This blog deals with life of Allie Tennant as presented in the book "Allie Victoria Tennant and the Visual Arts in Dallas" published in 2015 by the Texas A&M University Press. Tennant was a Dallas sculptor who lived from 1892 until 1971. She was an accomplished artist who belonged to the Regionalist school of artistic expression. Tennant was also active as a promoter of the visual arts in the city. This volume is the first biography ever written about her.
Wednesday, February 24, 2016
Waldine Tauch, Texas Sculptor
Waldine Tauch, 1936. She and Allie Tennant both worked on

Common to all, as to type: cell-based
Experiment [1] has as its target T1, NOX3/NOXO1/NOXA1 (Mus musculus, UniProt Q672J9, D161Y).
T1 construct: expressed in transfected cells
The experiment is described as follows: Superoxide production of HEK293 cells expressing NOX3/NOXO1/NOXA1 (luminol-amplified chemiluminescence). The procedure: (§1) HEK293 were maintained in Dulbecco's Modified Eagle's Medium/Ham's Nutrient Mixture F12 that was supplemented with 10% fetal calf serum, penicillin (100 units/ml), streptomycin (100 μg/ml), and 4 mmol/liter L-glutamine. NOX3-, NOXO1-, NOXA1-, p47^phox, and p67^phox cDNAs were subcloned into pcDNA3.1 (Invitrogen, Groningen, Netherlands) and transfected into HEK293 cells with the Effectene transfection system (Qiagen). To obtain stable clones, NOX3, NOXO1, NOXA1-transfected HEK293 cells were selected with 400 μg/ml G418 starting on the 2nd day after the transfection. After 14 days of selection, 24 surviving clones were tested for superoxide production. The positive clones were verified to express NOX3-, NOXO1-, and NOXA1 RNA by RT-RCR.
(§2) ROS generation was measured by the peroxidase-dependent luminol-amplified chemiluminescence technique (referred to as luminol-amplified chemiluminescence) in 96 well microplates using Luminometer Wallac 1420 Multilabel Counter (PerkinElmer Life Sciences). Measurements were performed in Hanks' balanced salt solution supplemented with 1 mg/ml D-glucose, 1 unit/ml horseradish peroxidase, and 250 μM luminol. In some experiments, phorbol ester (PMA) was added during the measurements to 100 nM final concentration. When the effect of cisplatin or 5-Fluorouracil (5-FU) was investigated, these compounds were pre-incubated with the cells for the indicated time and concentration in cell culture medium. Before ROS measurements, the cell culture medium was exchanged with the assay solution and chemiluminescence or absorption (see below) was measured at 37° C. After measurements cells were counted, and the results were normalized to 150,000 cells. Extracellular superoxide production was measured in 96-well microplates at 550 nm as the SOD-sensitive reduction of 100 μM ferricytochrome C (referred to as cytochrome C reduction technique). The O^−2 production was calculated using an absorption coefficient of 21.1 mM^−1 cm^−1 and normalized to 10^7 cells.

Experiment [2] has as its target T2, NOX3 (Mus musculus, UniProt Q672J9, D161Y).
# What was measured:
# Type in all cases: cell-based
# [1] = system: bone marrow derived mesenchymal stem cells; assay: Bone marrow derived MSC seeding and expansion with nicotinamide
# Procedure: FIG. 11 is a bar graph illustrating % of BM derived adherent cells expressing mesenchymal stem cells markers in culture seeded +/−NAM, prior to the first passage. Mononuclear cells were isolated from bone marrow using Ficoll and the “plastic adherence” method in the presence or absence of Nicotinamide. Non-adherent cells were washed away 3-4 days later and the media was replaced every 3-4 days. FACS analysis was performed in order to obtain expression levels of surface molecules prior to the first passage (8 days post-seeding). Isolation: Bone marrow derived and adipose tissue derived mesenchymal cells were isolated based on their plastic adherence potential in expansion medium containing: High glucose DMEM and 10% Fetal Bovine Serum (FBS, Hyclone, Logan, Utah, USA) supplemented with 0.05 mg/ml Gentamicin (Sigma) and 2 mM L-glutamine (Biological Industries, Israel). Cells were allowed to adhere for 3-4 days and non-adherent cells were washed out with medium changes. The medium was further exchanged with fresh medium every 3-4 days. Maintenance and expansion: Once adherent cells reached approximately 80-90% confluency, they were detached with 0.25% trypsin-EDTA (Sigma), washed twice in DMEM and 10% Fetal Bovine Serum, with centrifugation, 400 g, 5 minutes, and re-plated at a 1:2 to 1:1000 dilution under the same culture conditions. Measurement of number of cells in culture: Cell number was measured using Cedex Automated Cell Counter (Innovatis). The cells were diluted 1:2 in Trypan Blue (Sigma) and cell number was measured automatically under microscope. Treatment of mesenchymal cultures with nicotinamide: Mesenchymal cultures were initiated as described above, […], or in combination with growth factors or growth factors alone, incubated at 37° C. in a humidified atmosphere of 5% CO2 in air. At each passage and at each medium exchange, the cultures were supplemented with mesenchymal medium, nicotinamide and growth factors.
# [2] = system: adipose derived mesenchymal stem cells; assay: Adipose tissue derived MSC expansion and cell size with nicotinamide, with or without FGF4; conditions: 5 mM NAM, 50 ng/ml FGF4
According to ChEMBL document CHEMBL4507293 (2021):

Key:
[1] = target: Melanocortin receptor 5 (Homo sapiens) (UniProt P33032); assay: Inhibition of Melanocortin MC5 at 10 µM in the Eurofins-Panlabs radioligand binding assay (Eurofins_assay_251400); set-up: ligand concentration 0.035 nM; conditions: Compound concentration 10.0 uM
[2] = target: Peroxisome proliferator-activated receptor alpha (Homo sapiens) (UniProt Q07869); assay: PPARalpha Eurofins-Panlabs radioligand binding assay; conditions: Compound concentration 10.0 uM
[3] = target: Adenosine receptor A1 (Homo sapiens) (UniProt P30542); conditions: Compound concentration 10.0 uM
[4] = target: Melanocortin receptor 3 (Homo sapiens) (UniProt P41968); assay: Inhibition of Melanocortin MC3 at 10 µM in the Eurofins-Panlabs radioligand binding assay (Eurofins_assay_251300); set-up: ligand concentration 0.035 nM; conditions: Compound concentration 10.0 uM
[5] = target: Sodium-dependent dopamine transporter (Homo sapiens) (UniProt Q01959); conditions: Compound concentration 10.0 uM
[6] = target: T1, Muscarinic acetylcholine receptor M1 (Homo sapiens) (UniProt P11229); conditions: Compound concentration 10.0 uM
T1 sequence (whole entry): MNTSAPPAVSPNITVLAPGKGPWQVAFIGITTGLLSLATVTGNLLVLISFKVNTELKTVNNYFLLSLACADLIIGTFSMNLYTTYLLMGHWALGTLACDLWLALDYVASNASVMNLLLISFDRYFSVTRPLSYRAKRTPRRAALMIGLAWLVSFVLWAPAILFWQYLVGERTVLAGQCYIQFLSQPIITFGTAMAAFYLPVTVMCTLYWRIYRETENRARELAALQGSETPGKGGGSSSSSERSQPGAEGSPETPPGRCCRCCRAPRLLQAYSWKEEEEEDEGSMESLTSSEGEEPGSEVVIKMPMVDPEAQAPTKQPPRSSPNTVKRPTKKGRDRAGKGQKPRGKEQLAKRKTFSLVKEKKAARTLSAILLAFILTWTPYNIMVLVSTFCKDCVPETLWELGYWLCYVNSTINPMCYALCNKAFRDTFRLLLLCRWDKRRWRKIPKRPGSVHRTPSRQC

This week I presented a paper at the fall meeting of the East Texas Historical Association. This presentation dealt with another female sculptor from the era of the Texas Centennial: Waldine Tauch. She knew Allie Victoria Tennant. Both of them worked on centennial projects as female sculptors. Tennant modeled two sculptures for the monuments program of the centennial: Jose Antonio Navarro and James Butler Bonham. Tauch executed the sculptor of Moses Austin that sits on the grounds of the San Antonio City Hall. My paper dealt with the efforts of Tauch to secure the commission to model a statue of the Pioneer Woman that today is located on the campus of Texas Woman's University in Denton, Texas. Tauch became involved in a very public controversy when the commission for this statue went to New York sculptor William Zorach. Waldine Tauch felt strongly this sculpture should be the work of a female artist and certainly not that of a male sculptor. She wanted badly to be person who sculpted it. Accordingly, she undertook a campaign designed to award her this commission. She contacted leading politicians, cultural figures, civic leaders, and educators across the state in her attempt to secure this contract, even to the point of attempting to enlist the support of J. Frank Dobie. Tauch wrote a long memorial to the Centennial Commission outlining her views about the history of women in Texas and detailing why a female sculptor ought to receive this commission, pointing out in some detail why she should be the person selected to do it. This rather lengthy document represents an interesting expression of how one significant female artist of the 1930s saw the history of women in Texas. In the end, a male sculptor, William Zorach, received the commission. Tauch and her supporters thereupon embarked on a campaign of criticism and public complaint against his plans for the sculpture. They loudly objected because the model proposed by Zorach was highly stylized and abstract to the point, they said, it depicted a women without visible clothing – a statue of a nude women. This thus provoked a state-wide barrage of negative publicity and strident vituperation against the proposed Zorach statue planned for female college in Denton. The State of Texas accordingly pulled Zorach’s commission and gave it to a male sculptor from New York, who made the fully-clothed statue that still stands today on the TWU campus. This “nude women controversy” and Waldine Tauch’s role in it says for the historian much about how women were perceived in that era, and how one female sculptor attempted – albeit unsuccessfully – to express her viewpoints about the historical role of women in Texas and its history. This paper is based on research in the Coppini-Tauch Papers at the Briscoe Center at the University of Texas, the Evaline Sellors Papers at the Old Jail Art Center and Archives, and the Women’s Collection at TWU.